What If Money Was No Object ~ Alan Watts. Why Curiosity Enhances Learning. "The important thing is not to stop questioning.
Curiosity has its own reason for existing. " -- Albert Einstein It's no secret that curiosity makes learning more effective and enjoyable. Curious students not only ask questions, but also actively seek out the answers. Without curiosity, Sir Isaac Newton would have never formulated the laws of physics, Alexander Fleming probably wouldn't have discovered penicillin, and Marie Curie's pioneering research on radioactivity may not exist. Instilling students with a strong desire to know or learn something is what every teacher lives for, and research has even shown that curiosity is just as important as intelligence in determining how well students do in school.
Your Brain Likes Curiosity So what did these experiments reveal? 1. The researchers found that, once the subjects' curiosity had been piqued by the right question, they were better at learning and remembering completely unrelated information. Just Ask: Harnessing the Power of Student Curiosity. When was the last time you asked your students what they wanted to learn?
Take a minute and think about that. In the go-go world of Common Core, Smarter Balance and other assessments, when do we focus on what kids want to learn? I'm not suggesting that the entire curriculum should be focused on what the students want to learn. Instead, what about offering students a chance to explore something that interests them and that is related to the content? Making time for students to explore questions they find interesting and relevant to the subject could inspire them to commit more time and energy to a content area that, until now, they thought had no relevance to their lives. Curiosity: The Force Within a Hungry Mind. What makes children want to learn?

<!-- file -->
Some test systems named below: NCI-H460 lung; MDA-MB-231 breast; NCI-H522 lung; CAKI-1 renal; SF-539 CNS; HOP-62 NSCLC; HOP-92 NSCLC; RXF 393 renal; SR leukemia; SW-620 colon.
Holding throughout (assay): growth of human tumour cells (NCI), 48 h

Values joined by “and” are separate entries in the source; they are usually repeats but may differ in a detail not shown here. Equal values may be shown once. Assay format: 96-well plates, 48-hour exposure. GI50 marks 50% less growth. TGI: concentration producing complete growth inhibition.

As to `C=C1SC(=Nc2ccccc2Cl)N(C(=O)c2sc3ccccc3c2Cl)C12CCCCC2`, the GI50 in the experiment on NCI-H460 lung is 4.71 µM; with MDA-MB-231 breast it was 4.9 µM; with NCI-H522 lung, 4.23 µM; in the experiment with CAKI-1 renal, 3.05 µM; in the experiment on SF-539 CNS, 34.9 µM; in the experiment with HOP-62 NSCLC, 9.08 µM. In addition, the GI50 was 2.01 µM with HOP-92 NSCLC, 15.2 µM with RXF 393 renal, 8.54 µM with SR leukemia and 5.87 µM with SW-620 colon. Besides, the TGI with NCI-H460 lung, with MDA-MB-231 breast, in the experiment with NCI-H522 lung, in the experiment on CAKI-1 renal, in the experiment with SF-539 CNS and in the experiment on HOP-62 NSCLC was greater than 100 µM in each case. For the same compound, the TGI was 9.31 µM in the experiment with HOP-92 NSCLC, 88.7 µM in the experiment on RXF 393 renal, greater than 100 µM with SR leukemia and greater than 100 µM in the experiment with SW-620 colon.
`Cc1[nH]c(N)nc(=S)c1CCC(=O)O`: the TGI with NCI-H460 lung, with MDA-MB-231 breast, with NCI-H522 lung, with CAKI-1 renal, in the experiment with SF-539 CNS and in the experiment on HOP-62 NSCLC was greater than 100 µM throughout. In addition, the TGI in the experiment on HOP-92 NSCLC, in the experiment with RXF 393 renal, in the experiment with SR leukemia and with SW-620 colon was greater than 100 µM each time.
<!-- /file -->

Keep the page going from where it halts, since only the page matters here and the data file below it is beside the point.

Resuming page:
According to research, it's the joy of exploration -- a hidden force that drives learning, critical thinking, and reasoning. We call this ability curiosity, and we recognize it in children when we see them exploring their environment, devouring books and information, asking questions, investigating concepts, manipulating data, searching for meaning, connecting with people and nature, and seeking new learning experiences. The Heart of Lifelong Learning Most teachers understand that curiosity supercharges learning. But they also know that many students can achieve high grades without being curious -- by understanding the system of test-taking and dutifully doing their homework. Curiosity is part of The Compass Advantage™ (a model created for engaging families, schools, and communities in the principles of positive youth development) because it is at the heart of lifelong learning. Image Credit: Marilyn Price-Mitchell, PhD 1. 2. 3.
A Stop-Motion Love Letter to the Power of Curiosity. By Maria Popova “The more you know, the more you want to know… the more connections you can make between the different bits of knowledge… the more ideas you have, which is why curiosity is really the wellspring of creativity.”